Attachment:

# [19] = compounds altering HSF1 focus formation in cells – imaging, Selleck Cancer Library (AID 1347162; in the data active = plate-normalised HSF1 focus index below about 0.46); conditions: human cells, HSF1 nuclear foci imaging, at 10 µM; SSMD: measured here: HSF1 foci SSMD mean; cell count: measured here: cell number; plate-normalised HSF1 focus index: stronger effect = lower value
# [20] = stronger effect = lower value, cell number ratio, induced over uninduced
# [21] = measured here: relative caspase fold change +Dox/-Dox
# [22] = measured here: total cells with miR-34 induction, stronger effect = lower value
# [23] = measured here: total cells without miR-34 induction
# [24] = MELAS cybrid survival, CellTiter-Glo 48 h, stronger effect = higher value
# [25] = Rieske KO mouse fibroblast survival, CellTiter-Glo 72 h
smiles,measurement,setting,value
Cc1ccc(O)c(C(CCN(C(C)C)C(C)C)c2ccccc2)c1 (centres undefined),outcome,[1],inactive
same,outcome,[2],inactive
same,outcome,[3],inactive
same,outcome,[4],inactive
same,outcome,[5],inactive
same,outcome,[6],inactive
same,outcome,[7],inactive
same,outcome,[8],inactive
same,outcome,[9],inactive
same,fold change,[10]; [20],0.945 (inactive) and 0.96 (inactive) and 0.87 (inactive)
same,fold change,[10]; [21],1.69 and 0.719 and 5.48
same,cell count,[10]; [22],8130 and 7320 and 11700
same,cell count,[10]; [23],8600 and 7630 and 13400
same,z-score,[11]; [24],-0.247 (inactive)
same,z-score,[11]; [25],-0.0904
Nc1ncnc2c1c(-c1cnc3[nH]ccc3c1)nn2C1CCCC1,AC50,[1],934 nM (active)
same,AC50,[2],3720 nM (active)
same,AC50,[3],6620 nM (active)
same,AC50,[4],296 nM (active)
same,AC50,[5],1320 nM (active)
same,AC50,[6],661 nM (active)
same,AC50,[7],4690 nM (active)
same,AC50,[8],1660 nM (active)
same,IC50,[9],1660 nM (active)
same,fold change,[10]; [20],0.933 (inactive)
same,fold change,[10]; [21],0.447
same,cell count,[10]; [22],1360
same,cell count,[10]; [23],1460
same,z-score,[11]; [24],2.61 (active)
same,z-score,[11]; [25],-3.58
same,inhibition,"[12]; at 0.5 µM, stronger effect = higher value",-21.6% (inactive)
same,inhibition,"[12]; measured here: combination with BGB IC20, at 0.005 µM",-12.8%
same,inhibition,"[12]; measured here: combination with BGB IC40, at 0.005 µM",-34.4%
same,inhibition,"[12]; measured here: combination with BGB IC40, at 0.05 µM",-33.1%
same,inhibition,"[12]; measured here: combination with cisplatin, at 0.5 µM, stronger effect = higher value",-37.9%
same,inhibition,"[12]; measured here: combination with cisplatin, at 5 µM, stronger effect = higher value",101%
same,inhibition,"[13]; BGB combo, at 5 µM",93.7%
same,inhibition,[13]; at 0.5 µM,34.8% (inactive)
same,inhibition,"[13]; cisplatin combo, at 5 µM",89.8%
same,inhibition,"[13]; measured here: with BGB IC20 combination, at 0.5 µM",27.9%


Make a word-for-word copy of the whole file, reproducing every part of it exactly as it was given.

# [19] = compounds altering HSF1 focus formation in cells – imaging, Selleck Cancer Library (AID 1347162; in the data active = plate-normalised HSF1 focus index below about 0.46); conditions: human cells, HSF1 nuclear foci imaging, at 10 µM; SSMD: measured here: HSF1 foci SSMD mean; cell count: measured here: cell number; plate-normalised HSF1 focus index: stronger effect = lower value
# [20] = stronger effect = lower value, cell number ratio, induced over uninduced
# [21] = measured here: relative caspase fold change +Dox/-Dox
# [22] = measured here: total cells with miR-34 induction, stronger effect = lower value
# [23] = measured here: total cells without miR-34 induction
# [24] = MELAS cybrid survival, CellTiter-Glo 48 h, stronger effect = higher value
# [25] = Rieske KO mouse fibroblast survival, CellTiter-Glo 72 h
smiles,measurement,setting,value
Cc1ccc(O)c(C(CCN(C(C)C)C(C)C)c2ccccc2)c1 (centres undefined),outcome,[1],inactive
same,outcome,[2],inactive
same,outcome,[3],inactive
same,outcome,[4],inactive
same,outcome,[5],inactive
same,outcome,[6],inactive
same,outcome,[7],inactive
same,outcome,[8],inactive
same,outcome,[9],inactive
same,fold change,[10]; [20],0.945 (inactive) and 0.96 (inactive) and 0.87 (inactive)
same,fold change,[10]; [21],1.69 and 0.719 and 5.48
same,cell count,[10]; [22],8130 and 7320 and 11700
same,cell count,[10]; [23],8600 and 7630 and 13400
same,z-score,[11]; [24],-0.247 (inactive)
same,z-score,[11]; [25],-0.0904
Nc1ncnc2c1c(-c1cnc3[nH]ccc3c1)nn2C1CCCC1,AC50,[1],934 nM (active)
same,AC50,[2],3720 nM (active)
same,AC50,[3],6620 nM (active)
same,AC50,[4],296 nM (active)
same,AC50,[5],1320 nM (active)
same,AC50,[6],661 nM (active)
same,AC50,[7],4690 nM (active)
same,AC50,[8],1660 nM (active)
same,IC50,[9],1660 nM (active)
same,fold change,[10]; [20],0.933 (inactive)
same,fold change,[10]; [21],0.447
same,cell count,[10]; [22],1360
same,cell count,[10]; [23],1460
same,z-score,[11]; [24],2.61 (active)
same,z-score,[11]; [25],-3.58
same,inhibition,"[12]; at 0.5 µM, stronger effect = higher value",-21.6% (inactive)
same,inhibition,"[12]; measured here: combination with BGB IC20, at 0.005 µM",-12.8%
same,inhibition,"[12]; measured here: combination with BGB IC40, at 0.005 µM",-34.4%
same,inhibition,"[12]; measured here: combination with BGB IC40, at 0.05 µM",-33.1%
same,inhibition,"[12]; measured here: combination with cisplatin, at 0.5 µM, stronger effect = higher value",-37.9%
same,inhibition,"[12]; measured here: combination with cisplatin, at 5 µM, stronger effect = higher value",101%
same,inhibition,"[13]; BGB combo, at 5 µM",93.7%
same,inhibition,[13]; at 0.5 µM,34.8% (inactive)
same,inhibition,"[13]; cisplatin combo, at 5 µM",89.8%
same,inhibition,"[13]; measured here: with BGB IC20 combination, at 0.5 µM",27.9%